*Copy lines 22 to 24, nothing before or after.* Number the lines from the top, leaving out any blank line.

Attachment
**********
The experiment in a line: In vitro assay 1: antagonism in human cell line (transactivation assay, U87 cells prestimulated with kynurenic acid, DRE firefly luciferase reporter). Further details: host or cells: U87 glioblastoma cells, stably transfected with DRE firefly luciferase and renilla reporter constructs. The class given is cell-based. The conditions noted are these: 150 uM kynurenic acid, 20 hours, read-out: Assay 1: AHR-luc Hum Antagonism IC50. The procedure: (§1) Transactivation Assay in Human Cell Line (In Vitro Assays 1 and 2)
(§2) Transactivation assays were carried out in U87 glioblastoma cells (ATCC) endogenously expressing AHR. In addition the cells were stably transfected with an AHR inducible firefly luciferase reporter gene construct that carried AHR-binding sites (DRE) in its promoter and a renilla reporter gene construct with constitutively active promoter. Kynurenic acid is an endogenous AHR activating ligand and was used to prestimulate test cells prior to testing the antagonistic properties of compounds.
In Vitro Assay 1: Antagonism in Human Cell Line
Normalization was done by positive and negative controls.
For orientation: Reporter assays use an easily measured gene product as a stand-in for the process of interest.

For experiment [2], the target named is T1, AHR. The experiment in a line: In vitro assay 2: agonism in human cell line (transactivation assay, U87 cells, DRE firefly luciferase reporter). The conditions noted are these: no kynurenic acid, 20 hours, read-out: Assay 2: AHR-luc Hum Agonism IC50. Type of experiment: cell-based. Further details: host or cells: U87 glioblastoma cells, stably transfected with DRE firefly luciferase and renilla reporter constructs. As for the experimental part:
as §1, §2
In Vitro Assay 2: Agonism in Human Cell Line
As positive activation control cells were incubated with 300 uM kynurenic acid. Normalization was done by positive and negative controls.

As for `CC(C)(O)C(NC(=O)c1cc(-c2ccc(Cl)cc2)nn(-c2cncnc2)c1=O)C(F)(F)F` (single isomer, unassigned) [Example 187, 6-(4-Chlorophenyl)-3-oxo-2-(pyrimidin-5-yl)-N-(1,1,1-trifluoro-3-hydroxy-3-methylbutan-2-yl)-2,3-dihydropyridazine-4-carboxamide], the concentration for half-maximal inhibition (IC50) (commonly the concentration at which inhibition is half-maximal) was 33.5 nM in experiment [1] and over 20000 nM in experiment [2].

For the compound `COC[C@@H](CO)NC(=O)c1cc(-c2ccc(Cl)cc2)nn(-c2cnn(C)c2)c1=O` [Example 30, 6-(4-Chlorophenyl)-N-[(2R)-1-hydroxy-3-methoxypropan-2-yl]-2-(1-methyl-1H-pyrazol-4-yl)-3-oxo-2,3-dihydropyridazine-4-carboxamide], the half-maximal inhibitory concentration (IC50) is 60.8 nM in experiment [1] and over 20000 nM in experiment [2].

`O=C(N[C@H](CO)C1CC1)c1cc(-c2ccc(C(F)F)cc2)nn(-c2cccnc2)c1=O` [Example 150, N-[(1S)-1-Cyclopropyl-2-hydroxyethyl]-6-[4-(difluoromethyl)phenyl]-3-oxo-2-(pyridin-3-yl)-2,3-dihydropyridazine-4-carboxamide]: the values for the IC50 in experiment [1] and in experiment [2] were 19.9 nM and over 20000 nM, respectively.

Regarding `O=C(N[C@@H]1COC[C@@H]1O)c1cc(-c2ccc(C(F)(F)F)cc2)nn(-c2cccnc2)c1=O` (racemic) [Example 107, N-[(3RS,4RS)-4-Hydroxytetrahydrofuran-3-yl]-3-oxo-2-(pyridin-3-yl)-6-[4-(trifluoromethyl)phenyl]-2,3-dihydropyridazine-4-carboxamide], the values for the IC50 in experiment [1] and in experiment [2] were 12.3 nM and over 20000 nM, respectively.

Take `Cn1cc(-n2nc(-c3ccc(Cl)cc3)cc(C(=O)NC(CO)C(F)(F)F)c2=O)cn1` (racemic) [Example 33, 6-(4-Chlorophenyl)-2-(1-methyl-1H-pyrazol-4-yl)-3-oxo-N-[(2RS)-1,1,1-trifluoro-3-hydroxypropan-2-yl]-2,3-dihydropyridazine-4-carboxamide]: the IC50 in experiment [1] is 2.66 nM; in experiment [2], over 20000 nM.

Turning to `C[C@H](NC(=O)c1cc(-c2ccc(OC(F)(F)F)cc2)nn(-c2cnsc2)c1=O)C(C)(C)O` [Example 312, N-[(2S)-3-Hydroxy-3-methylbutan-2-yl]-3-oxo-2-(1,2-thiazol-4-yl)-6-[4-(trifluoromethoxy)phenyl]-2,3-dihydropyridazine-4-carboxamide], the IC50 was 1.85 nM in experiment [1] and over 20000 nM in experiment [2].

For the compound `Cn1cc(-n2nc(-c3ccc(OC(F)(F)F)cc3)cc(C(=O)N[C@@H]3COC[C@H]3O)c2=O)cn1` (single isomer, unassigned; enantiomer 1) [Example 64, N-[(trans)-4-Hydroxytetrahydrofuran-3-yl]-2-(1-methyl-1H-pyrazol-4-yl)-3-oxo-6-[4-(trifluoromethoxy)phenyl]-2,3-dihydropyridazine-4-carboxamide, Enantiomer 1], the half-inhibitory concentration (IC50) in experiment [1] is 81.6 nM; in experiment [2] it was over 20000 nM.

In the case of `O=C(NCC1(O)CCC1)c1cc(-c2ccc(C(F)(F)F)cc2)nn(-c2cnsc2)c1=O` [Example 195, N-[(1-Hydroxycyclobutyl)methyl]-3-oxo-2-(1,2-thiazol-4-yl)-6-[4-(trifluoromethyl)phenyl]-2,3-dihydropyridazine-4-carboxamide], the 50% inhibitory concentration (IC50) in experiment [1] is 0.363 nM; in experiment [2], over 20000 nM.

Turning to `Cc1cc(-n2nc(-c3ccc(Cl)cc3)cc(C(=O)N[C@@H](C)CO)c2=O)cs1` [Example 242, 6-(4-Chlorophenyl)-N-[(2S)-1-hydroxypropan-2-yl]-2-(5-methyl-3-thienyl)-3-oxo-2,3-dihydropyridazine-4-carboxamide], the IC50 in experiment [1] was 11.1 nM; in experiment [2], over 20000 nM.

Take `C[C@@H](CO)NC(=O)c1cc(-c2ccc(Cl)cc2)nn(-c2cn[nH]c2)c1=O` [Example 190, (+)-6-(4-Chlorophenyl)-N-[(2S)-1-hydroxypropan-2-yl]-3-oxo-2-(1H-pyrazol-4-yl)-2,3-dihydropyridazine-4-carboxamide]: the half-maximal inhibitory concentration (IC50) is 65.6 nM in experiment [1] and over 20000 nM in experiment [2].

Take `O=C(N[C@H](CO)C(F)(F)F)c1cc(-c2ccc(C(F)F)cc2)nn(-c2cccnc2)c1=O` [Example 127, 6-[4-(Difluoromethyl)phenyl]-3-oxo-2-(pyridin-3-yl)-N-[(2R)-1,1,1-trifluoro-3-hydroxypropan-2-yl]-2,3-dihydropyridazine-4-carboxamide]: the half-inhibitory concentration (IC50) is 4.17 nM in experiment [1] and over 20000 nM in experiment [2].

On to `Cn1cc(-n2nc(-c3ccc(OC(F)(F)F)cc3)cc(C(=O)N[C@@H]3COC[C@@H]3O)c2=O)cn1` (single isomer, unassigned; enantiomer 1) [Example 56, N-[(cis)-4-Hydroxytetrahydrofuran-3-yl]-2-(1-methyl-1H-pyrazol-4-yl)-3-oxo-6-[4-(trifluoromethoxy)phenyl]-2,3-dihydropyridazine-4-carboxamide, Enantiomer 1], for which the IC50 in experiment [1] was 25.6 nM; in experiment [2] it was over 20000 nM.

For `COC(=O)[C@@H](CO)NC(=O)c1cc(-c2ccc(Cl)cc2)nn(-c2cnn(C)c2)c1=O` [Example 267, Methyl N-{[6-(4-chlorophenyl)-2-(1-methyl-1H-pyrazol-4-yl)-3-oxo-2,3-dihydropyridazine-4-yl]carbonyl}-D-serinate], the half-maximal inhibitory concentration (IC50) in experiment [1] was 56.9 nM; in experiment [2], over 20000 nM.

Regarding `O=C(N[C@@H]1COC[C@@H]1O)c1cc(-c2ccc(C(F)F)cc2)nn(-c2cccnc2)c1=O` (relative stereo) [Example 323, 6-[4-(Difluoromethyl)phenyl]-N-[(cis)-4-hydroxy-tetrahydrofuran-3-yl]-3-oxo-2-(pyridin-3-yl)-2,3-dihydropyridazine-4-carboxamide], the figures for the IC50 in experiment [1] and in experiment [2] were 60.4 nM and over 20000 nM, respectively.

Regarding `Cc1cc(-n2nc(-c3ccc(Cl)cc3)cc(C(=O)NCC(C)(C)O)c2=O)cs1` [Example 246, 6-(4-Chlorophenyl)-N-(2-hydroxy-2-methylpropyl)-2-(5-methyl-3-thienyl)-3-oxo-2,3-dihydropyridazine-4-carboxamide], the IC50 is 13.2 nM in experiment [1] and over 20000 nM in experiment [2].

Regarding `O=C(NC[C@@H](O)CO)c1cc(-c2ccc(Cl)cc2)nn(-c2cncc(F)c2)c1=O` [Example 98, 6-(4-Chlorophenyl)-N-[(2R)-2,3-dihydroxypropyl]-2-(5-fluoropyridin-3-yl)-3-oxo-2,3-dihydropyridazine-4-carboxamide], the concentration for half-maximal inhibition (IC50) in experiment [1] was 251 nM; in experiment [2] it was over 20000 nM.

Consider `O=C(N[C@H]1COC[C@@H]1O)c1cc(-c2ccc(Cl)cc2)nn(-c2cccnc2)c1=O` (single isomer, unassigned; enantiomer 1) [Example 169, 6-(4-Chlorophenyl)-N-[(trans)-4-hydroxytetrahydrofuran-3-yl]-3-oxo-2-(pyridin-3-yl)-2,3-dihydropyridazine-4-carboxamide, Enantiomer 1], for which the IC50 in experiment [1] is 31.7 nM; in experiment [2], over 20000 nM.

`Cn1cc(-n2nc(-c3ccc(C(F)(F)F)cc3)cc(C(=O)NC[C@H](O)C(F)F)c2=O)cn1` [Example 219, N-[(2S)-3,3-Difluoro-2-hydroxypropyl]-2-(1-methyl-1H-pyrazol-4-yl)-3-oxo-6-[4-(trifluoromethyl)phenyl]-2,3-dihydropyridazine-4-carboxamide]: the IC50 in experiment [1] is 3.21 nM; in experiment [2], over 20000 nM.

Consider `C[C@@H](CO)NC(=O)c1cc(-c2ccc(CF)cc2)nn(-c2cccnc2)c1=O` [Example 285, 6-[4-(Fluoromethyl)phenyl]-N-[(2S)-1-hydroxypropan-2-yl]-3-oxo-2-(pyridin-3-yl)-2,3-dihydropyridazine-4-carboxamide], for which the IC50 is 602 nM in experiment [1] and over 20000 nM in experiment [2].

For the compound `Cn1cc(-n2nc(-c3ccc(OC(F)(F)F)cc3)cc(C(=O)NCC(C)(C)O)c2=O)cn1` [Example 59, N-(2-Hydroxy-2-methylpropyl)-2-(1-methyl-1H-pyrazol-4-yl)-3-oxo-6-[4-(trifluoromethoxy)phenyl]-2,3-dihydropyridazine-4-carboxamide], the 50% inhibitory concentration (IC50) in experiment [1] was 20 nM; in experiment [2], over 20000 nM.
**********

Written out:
For `COC(=O)[C@@H](CO)NC(=O)c1cc(-c2ccc(Cl)cc2)nn(-c2cnn(C)c2)c1=O` [Example 267, Methyl N-{[6-(4-chlorophenyl)-2-(1-methyl-1H-pyrazol-4-yl)-3-oxo-2,3-dihydropyridazine-4-yl]carbonyl}-D-serinate], the half-maximal inhibitory concentration (IC50) in experiment [1] was 56.9 nM; in experiment [2], over 20000 nM.

Regarding `O=C(N[C@@H]1COC[C@@H]1O)c1cc(-c2ccc(C(F)F)cc2)nn(-c2cccnc2)c1=O` (relative stereo) [Example 323, 6-[4-(Difluoromethyl)phenyl]-N-[(cis)-4-hydroxy-tetrahydrofuran-3-yl]-3-oxo-2-(pyridin-3-yl)-2,3-dihydropyridazine-4-carboxamide], the figures for the IC50 in experiment [1] and in experiment [2] were 60.4 nM and over 20000 nM, respectively.

Regarding `Cc1cc(-n2nc(-c3ccc(Cl)cc3)cc(C(=O)NCC(C)(C)O)c2=O)cs1` [Example 246, 6-(4-Chlorophenyl)-N-(2-hydroxy-2-methylpropyl)-2-(5-methyl-3-thienyl)-3-oxo-2,3-dihydropyridazine-4-carboxamide], the IC50 is 13.2 nM in experiment [1] and over 20000 nM in experiment [2].